Grounding Dynamic Spatial Relations for Embodied (Robot) Interaction

  • Michael Spranger
  • Jakob Suchan
  • Mehul Bhatt
  • Manfred Eppe
Part of the Lecture Notes in Computer Science book series (LNCS, volume 8862)


This paper presents a computational model of the processing of dynamic spatial relations occurring in an embodied robotic interaction setup. A complete system is introduced that allows autonomous robots to produce and interpret dynamic spatial phrases (in English) given an environment of moving objects. The model unites two separate research strands: computational cognitive semantics and on commonsense spatial representation and reasoning. The model for the first time demonstrates an integration of these different strands.


Computational cognitive semantics commonsense spatial reasoning spatio-temporal dynamics 


Unable to display preview. Download preview PDF.

Unable to display preview. Download preview PDF.


  1. 1.
    Aiello, M., Pratt-Hartmann, I.E., Van Benthem, J.F.: Handbook of Spatial Logics. Springer-Verlag New York, Inc., Secaucus (2007)CrossRefzbMATHGoogle Scholar
  2. 2.
    Allen, J.F.: Maintaining knowledge about temporal intervals. Commun. ACM 26(11), 832–843 (1983)CrossRefzbMATHGoogle Scholar
  3. 3.
    Bhatt, M., Guesgen, H., Wölfl, S., Hazarika, S.: Qualitative spatial and temporal reasoning: Emerging applications, trends, and directions. Spatial Cognition & Computation 11(1), 1–14 (2011)CrossRefGoogle Scholar
  4. 4.
    Bhatt, M.: Reasoning about space, actions and change: A paradigm for applications of spatial reasoning. In: Qualitative Spatial Representation and Reasoning: Trends and Future Directions. IGI Global, USA (2012)Google Scholar
  5. 5.
    Bhatt, M., Lee, J.H., Schultz, C.: CLP(QS): A Declarative Spatial Reasoning Framework. In: Egenhofer, M., Giudice, N., Moratz, R., Worboys, M. (eds.) COSIT 2011. LNCS, vol. 6899, pp. 210–230. Springer, Heidelberg (2011)CrossRefGoogle Scholar
  6. 6.
    Bhatt, M., Schultz, C., Freksa, C.: The ‘Space’ in Spatial Assistance Systems: Conception, Formalisation and Computation. In: Tenbrink, T., Wiener, J., Claramunt, C. (eds.) Representing Space in Cognition: Interrelations of Behavior, Language, and Formal Models. Explorations in Language and Space. Oxford University Press (2013) 978-0-19-967991-1Google Scholar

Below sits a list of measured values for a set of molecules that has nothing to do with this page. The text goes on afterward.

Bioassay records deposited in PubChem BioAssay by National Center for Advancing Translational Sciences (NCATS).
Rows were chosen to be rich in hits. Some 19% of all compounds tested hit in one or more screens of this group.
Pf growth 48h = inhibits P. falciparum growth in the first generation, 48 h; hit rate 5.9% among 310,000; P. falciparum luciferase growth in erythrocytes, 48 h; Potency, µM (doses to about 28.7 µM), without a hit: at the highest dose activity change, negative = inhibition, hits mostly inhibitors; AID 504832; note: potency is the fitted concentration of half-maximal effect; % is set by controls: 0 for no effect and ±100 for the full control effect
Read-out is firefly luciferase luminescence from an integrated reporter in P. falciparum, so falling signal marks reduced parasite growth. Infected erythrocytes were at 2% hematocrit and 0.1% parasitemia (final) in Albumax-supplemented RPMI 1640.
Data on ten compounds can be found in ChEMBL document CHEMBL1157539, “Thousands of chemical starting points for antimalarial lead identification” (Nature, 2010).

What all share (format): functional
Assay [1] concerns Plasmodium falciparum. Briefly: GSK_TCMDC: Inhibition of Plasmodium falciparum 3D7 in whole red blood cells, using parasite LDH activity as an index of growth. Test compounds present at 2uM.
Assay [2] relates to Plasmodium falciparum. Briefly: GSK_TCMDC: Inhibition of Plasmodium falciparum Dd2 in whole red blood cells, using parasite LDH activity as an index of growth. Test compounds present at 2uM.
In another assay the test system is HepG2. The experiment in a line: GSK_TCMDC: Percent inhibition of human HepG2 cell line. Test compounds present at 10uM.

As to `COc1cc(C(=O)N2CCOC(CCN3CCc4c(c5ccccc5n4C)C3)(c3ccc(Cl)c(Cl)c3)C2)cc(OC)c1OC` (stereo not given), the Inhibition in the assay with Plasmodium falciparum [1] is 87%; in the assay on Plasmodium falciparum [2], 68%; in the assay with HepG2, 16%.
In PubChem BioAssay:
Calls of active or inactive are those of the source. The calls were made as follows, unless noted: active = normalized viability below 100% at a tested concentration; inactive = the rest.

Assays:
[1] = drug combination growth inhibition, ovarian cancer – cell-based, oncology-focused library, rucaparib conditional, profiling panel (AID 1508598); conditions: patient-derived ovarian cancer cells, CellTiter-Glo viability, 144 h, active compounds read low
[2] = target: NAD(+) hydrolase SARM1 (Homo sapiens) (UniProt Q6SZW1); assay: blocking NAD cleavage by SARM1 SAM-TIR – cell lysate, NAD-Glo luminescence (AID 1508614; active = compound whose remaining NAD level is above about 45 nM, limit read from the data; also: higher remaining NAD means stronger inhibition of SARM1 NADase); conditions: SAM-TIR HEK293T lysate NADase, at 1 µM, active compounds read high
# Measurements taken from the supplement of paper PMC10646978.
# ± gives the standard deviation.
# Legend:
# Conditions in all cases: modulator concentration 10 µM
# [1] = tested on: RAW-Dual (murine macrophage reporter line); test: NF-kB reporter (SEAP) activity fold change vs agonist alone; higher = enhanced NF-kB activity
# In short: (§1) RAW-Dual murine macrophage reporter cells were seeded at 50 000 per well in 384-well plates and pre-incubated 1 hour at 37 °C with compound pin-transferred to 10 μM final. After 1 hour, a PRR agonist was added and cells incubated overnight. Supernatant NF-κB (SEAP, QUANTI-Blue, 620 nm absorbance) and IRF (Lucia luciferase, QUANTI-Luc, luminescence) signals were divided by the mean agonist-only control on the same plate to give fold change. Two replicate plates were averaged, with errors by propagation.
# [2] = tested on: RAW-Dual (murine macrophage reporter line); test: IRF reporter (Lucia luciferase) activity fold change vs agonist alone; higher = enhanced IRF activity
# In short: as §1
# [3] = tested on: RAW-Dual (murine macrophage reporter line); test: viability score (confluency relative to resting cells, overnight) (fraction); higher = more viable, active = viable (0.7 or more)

7. 7.
    Cohn, A., Bennett, B., Gooday, J., Gotts, N.: Representing and reasoning with qualitative spatial relations about regions. In: Stock, O. (ed.) Spatial and Temporal Reasoning, pp. 97–134. Kluwer Academic Publishers, Dordrecht (1997)CrossRefGoogle Scholar
  8. 8.
    Davis, E.: Qualitative reasoning and spatio-temporal continuity. In: Hazarika, S.M. (ed.) Qualitative Spatio-Temporal Representation and Reasoning: Trends and Future Directions, pp. 97–146. IGI Global, Hershey (2012)CrossRefGoogle Scholar
  9. 9.
    Dubba, K., Bhatt, M., Dylla, F., Hogg, D., Cohn, A.: Interleaved inductive-abductive reasoning for learning complex event models. In: Muggleton, S.H., Tamaddoni-Nezhad, A., Lisi, F.A. (eds.) ILP 2011. LNCS (LNAI), vol. 7207, pp. 113–129. Springer, Heidelberg (2012)CrossRefGoogle Scholar
  10. 10.
    Fasola, J., Mataric, M.J.: Using semantic fields to model dynamic spatial relations in a robot architecture for natural language instruction of service robots. In: 2013 IEEE/RSJ International Conference on Intelligent Robots and Systems (IROS), pp. 143–150. IEEE (2013)Google Scholar
  11. 11.
    Freksa, C.: Conceptual neighborhood and its role in temporal and spatial reasoning. In: Singh, M., Travé-Massuyès, L. (eds.) Decision Support Systems and Qualitative Reasoning, pp. 181–187. North-Holland, Amsterdam (1991)Google Scholar
  12. 12.